II. STANDARD OF REVIEW

         Federal Rule of Civil Procedure 41(a)(2) provides that when an answer to a complaint or a motion for summary judgment has been served, “an action may be dismissed at the plaintiff's request only by court order, on terms that the court considers proper.” In determining whether voluntary dismissal under Rule 41(a)(2) is appropriate, a district court, in its discretion, must ensure that plain legal prejudice is not imposed on a defendant. Grover v. Eli Lilly & Co., 33 F.3d 716, 718 (6th Cir. 1994). In determining whether a defendant will suffer prejudice, a court should evaluate the following factors: “the defendant's effort and expense of preparation for trial, excessive delay and lack of diligence on the part of the plaintiff in prosecuting the action, insufficient explanation for the need to take a dismissal, and whether a motion for summary judgment has been filed by the defendant.” Id. A dismissal under Rule 41(a)(2) “may be conditioned on whatever terms the district court deems necessary to offset the prejudice the defendant may suffer from a dismissal without prejudice, ” including payment of costs incurred by a defendant. Bridgeport Music, Inc. v. Universal-MCA Music Pub., Inc., 583 F.3d 948, 954 (6th Cir. 2009).

         III. ANALYSIS

         Oron 2015 seeks to voluntarily dismiss the present action in light of this Court's determination that it lacks standing to pursue declaratory or injunctive relief. Oron 2015 maintains that as a result of this ruling, its recoverable damages are limited to the $340 allegedly paid to the City in inspection fees. Pl. Mot. at 2. Without the ability to spread the cost of litigation across a class of plaintiffs, Oron 2015 asserts that continuation of the case is impractical. Id. The Court agrees that litigating this matter further would be noneconomical, as the cost of litigation would vastly outweigh any potential recovery. Consequently, Oron 2015 has supplied adequate explanation justifying dismissal of the case.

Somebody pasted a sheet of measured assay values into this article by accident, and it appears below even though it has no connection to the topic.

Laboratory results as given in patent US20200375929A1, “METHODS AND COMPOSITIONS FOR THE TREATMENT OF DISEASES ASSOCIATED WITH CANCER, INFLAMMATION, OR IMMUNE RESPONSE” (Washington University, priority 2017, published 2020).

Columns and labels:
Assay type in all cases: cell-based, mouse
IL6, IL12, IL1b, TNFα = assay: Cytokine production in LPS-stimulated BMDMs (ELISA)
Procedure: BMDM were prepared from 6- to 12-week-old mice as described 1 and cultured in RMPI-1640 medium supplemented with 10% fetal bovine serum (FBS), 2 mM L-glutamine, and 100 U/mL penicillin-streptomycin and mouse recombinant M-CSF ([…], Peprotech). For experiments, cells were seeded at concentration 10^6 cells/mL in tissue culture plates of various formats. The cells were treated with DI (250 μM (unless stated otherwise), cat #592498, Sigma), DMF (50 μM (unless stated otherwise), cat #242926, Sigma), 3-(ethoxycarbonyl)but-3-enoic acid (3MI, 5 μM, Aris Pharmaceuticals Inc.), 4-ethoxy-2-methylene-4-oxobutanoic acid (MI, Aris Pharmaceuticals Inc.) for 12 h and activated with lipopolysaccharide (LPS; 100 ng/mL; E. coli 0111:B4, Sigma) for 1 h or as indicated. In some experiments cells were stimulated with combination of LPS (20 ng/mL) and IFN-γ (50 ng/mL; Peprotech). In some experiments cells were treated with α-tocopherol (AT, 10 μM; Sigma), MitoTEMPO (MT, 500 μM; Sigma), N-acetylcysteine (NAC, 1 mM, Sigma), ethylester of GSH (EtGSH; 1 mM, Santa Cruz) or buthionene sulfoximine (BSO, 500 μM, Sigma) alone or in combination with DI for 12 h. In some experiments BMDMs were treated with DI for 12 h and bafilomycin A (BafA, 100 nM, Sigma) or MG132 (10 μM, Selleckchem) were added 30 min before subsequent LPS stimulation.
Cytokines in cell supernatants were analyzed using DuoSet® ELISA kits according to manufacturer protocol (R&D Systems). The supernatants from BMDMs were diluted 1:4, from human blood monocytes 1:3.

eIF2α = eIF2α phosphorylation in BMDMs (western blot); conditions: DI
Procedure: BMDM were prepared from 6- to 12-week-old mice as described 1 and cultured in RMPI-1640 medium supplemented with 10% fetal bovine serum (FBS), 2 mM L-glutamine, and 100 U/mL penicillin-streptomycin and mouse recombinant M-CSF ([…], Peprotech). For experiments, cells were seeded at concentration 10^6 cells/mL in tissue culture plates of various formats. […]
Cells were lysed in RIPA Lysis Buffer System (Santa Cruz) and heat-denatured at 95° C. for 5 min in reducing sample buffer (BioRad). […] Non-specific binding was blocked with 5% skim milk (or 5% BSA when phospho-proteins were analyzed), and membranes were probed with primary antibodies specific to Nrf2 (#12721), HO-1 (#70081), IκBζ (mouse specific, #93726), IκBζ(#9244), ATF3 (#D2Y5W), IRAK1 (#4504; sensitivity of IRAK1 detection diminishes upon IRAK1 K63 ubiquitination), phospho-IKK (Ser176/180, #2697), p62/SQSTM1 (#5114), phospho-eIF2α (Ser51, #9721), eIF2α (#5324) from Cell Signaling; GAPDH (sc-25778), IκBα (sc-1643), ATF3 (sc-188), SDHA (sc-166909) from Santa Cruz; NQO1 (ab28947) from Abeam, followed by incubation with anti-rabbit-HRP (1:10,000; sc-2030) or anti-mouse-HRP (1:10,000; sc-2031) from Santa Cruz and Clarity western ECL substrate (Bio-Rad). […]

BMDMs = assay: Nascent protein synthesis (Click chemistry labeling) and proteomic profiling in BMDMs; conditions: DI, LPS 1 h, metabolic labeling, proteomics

With respect to procedural history, the present case is not at an advanced stage, nor is there any indication of excessive delay or lack of diligence by Oron 2015. “Absent substantial trial preparation or extensive motion practice, a defendant usually will not suffer significant harm by the dismissal of a case at the pretrial stage.” GW Equity, LLC v. Vercor, LLC, No. 3-07-CV- 1128-O, 2008 WL 4392661, at *3 (N.D. Tex. Sept. 25, 2008). The present action was initiated on August 27, 2018 and, therefore, was pending only a year before the Court imposed a stay of the proceedings on August 21, 2019. See Order Staying Case (Dkt. 44). Although discovery was scheduled to close on July 29, 2019, the City's motion to compel, filed on July 19, 2019, demonstrates that discovery is not yet complete. See Def. Mot. to Compel (Dkt. 37). Further, the parties' motion practice has not been unusually extensive. Oron 2015 filed a motion to certify class on January 30, 2019 (Dkt. 17), while the City filed a motion to dismiss on January 31, 2019 (Dkt. 19). The Court resolved these motions on June 17, 2019. Two weeks later, on July 1, 2019, Oron 2015 promptly filed the present motion to dismiss. Although the City has filed a motion for summary judgment (Dkt. 42), it did so on August 15, 2019, over a month after it was on notice of Oron 2015's motion seeking to dismiss the present action. Under these circumstances, the City will not suffer prejudice through the Court's dismissal.